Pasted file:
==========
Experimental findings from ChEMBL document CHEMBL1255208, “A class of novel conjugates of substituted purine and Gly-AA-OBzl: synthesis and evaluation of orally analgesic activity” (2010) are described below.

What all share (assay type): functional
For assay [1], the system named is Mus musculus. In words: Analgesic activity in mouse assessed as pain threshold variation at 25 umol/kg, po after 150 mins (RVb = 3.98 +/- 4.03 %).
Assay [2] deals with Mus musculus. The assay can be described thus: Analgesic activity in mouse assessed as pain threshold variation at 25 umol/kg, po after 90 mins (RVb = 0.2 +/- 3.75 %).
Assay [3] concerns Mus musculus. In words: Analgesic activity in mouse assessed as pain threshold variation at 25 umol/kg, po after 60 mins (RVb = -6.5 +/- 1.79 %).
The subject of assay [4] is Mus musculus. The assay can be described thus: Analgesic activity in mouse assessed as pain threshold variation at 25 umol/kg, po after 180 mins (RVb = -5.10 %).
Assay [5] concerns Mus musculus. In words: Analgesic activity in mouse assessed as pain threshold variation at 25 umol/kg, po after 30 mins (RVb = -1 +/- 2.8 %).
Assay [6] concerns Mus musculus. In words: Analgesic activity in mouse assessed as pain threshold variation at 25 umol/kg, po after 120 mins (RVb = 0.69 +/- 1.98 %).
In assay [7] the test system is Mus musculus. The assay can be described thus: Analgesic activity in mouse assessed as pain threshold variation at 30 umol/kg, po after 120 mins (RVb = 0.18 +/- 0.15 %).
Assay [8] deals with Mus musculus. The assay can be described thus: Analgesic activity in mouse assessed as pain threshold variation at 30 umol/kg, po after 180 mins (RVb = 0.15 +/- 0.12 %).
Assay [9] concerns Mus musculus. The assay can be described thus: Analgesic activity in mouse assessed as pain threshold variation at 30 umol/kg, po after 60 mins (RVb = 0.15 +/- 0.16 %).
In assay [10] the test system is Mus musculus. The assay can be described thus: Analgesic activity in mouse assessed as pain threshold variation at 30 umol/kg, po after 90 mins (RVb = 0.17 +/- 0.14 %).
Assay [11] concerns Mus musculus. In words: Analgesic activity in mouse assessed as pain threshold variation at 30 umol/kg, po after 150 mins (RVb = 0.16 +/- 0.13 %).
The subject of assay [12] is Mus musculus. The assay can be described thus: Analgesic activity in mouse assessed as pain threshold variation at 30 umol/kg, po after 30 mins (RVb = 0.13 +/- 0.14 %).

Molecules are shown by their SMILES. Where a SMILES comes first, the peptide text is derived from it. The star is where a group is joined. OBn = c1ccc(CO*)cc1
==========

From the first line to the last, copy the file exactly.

Experimental findings from ChEMBL document CHEMBL1255208, “A class of novel conjugates of substituted purine and Gly-AA-OBzl: synthesis and evaluation of orally analgesic activity” (2010) are described below.

What all share (assay type): functional
For assay [1], the system named is Mus musculus. In words: Analgesic activity in mouse assessed as pain threshold variation at 25 umol/kg, po after 150 mins (RVb = 3.98 +/- 4.03 %).
Assay [2] deals with Mus musculus. The assay can be described thus: Analgesic activity in mouse assessed as pain threshold variation at 25 umol/kg, po after 90 mins (RVb = 0.2 +/- 3.75 %).
Assay [3] concerns Mus musculus. In words: Analgesic activity in mouse assessed as pain threshold variation at 25 umol/kg, po after 60 mins (RVb = -6.5 +/- 1.79 %).
The subject of assay [4] is Mus musculus. The assay can be described thus: Analgesic activity in mouse assessed as pain threshold variation at 25 umol/kg, po after 180 mins (RVb = -5.10 %).
Assay [5] concerns Mus musculus. In words: Analgesic activity in mouse assessed as pain threshold variation at 25 umol/kg, po after 30 mins (RVb = -1 +/- 2.8 %).
Assay [6] concerns Mus musculus. In words: Analgesic activity in mouse assessed as pain threshold variation at 25 umol/kg, po after 120 mins (RVb = 0.69 +/- 1.98 %).
In assay [7] the test system is Mus musculus. The assay can be described thus: Analgesic activity in mouse assessed as pain threshold variation at 30 umol/kg, po after 120 mins (RVb = 0.18 +/- 0.15 %).
Assay [8] deals with Mus musculus. The assay can be described thus: Analgesic activity in mouse assessed as pain threshold variation at 30 umol/kg, po after 180 mins (RVb = 0.15 +/- 0.12 %).
Assay [9] concerns Mus musculus. The assay can be described thus: Analgesic activity in mouse assessed as pain threshold variation at 30 umol/kg, po after 60 mins (RVb = 0.15 +/- 0.16 %).
In assay [10] the test system is Mus musculus. The assay can be described thus: Analgesic activity in mouse assessed as pain threshold variation at 30 umol/kg, po after 90 mins (RVb = 0.17 +/- 0.14 %).
Assay [11] concerns Mus musculus. In words: Analgesic activity in mouse assessed as pain threshold variation at 30 umol/kg, po after 150 mins (RVb = 0.16 +/- 0.13 %).
The subject of assay [12] is Mus musculus. The assay can be described thus: Analgesic activity in mouse assessed as pain threshold variation at 30 umol/kg, po after 30 mins (RVb = 0.13 +/- 0.14 %).

Molecules are shown by their SMILES. Where a SMILES comes first, the peptide text is derived from it. The star is where a group is joined. OBn = c1ccc(CO*)cc1